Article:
Spinning Out New Circuits

Magnetic semiconductors could lead to a future generation of computer logic

3 min read

15 April 2010—Tiny semiconductor dots could lead to a new type of circuit based on magnetism rather than current flow. At least that’s the hope of researchers who’ve made the dots and are hoping to build them into a workable device.

”We want to make it into a so-called nonvolatile transistor,” says Kang Wang, head of the Device Research Laboratory at the University of California, Los Angeles. Such a ”spintronic” transistor would retain its logic state in the absence of current and require less power to switch a bit, reducing the electrical power required by a computer chip by as much as 99 percent. Wang’s research, supported in part by Intel, was published in March in the online version of Nature Materials.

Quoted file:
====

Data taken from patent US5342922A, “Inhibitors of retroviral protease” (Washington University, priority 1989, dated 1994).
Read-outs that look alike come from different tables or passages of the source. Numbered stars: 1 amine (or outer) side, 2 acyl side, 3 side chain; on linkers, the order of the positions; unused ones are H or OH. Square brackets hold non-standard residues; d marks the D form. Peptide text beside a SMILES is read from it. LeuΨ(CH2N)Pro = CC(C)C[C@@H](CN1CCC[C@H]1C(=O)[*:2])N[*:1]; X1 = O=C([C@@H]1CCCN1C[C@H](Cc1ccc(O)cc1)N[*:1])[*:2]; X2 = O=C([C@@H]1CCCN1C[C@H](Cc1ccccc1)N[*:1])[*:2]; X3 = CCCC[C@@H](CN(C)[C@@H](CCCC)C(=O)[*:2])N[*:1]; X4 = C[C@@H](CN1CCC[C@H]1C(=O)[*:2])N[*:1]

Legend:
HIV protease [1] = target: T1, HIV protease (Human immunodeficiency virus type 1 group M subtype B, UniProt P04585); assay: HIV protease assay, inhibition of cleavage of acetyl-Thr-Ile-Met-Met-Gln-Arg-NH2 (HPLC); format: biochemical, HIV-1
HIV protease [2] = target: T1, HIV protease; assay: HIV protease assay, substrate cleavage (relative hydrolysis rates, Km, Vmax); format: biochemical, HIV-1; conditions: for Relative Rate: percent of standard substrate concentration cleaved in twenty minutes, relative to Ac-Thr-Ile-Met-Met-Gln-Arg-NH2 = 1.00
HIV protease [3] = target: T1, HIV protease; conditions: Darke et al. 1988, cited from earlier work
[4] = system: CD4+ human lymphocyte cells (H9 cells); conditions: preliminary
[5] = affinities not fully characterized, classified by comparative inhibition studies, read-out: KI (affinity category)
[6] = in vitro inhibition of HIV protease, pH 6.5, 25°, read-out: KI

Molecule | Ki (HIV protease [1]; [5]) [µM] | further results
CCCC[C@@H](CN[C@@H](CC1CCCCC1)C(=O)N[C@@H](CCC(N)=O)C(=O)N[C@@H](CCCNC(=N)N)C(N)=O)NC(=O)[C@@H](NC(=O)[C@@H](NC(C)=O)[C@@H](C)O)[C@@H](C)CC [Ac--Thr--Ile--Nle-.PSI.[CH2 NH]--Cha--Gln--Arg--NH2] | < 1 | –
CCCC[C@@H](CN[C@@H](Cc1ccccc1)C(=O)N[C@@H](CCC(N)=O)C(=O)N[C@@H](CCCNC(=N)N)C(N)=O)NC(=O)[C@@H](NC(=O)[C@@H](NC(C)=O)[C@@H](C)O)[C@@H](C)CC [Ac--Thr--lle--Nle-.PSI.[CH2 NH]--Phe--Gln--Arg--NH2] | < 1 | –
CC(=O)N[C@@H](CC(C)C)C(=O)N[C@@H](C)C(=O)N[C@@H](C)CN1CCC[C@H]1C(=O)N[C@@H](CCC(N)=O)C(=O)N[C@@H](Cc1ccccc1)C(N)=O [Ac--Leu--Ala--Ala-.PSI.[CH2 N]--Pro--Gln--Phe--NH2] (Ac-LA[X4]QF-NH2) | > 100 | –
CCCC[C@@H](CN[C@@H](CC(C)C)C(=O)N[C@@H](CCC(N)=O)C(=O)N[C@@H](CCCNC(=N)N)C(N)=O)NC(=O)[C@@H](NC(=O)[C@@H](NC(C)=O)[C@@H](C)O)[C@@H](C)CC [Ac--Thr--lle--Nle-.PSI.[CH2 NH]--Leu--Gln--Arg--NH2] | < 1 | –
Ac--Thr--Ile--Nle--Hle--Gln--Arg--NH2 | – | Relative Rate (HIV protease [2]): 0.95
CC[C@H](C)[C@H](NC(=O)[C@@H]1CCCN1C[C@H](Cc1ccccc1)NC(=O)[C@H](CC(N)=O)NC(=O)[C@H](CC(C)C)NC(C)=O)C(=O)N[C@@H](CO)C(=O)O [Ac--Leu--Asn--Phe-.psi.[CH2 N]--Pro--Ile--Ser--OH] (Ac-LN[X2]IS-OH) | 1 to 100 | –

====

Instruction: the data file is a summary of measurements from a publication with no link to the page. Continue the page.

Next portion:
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A Circuit to Boost Battery Life

Digital low-dropout voltage regulators will save time, money, and power

11 min read
Image of a battery held sideways by pliers on each side.
Edmon de Haro

YOU'VE PROBABLY PLAYED hundreds, maybe thousands, of videos on your smartphone. But have you ever thought about what happens when you press “play”?

The instant you touch that little triangle, many things happen at once. In microseconds, idle compute cores on your phone's processor spring to life. As they do so, their voltages and clock frequencies shoot up to ensure that the video decompresses and displays without delay. Meanwhile, other cores, running tasks in the background, throttle down. Charge surges into the active cores' millions of transistors and slows to a trickle in the newly idled ones.

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